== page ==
Grabbing at Straws
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Venezuelan authorities issued an arrest warrant for opposition leader and former interim President Juan Guaido this week, a move that critics say is another attempt to crush the opposition ahead of next year’s elections, CNN reported.
Venezuelan Attorney General Tarek William Saab accused Guaido of misusing state-owned oil company resources, saying the opposition leader “caused losses to the nation of $19 billion.” The arrest warrant also includes other charges, such as treason, usurpation of functions and money laundering.
Guaido, who is currently residing in Miami, denied the allegations and challenged President Nicolas Maduro to face justice himself.
A former president of Venezuela’s National Assembly, Guaido proclaimed himself as the country’s “interim president” in January 2019 after challenging the re-election of Maduro in 2018, Agence France-Presse noted.
He initially received international support and launched a series of mass demonstrations to oust Maduro. However, his attempts failed to remove the president. Meanwhile, the Venezuelan opposition voted last year to formally end his position as acting president.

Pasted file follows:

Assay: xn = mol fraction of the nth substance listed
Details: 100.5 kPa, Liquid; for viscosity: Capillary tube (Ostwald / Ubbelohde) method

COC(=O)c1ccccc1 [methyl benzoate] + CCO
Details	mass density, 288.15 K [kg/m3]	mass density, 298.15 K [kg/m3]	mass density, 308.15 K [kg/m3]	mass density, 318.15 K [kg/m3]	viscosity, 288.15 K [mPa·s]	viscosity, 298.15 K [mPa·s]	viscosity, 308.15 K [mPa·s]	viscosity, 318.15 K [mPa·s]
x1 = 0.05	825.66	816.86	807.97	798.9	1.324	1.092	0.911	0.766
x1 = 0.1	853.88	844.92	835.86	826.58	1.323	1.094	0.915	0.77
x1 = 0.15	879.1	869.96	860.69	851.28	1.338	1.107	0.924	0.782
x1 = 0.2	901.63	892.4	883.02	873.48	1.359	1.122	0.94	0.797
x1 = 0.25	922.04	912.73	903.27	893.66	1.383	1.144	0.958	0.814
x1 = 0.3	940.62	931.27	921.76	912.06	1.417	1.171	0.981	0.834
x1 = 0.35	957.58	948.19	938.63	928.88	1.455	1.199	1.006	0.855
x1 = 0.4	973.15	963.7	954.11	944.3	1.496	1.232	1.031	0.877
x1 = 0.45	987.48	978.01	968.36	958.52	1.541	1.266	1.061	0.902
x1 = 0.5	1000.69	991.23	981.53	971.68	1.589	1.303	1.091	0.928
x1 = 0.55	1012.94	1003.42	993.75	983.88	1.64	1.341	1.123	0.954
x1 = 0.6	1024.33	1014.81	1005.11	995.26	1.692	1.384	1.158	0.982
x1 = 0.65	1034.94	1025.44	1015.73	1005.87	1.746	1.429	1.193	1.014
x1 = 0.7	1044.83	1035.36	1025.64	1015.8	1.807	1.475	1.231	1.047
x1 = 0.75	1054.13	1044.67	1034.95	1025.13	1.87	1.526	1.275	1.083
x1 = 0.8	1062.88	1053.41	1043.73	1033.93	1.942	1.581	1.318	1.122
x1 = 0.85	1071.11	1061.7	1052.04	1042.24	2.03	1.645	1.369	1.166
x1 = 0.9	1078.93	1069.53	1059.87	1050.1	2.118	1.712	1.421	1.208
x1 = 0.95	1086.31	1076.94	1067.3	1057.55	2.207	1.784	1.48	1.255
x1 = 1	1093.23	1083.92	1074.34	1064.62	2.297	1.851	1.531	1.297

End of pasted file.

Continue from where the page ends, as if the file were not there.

The recent charges underscore the ongoing political turmoil in the oil-rich South American country, where the government seeks to consolidate power and weaken the opposition.
The country is scheduled to hold a presidential election in 2024, but concerns about the fairness and transparency of the electoral process persist amid a repressive political climate.
Meanwhile, the United States – a staunch supporter of Guaido – has softened its stance toward Caracas in light of regional turmoil caused by a surge of Venezuelan refugees and inflation.
In a significant policy shift, the US government announced the resumption of deportations of Venezuelans directly to Venezuela in an effort to address the record number of border crossings at the US-Mexico border.
Guaido has called this move part of Maduro’s strategy to gain international recognition as Venezuela’s head of state. At the same time, he says that addressing the root causes of migration, such as restoring democracy in Venezuela, is essential to resolving the migration crisis.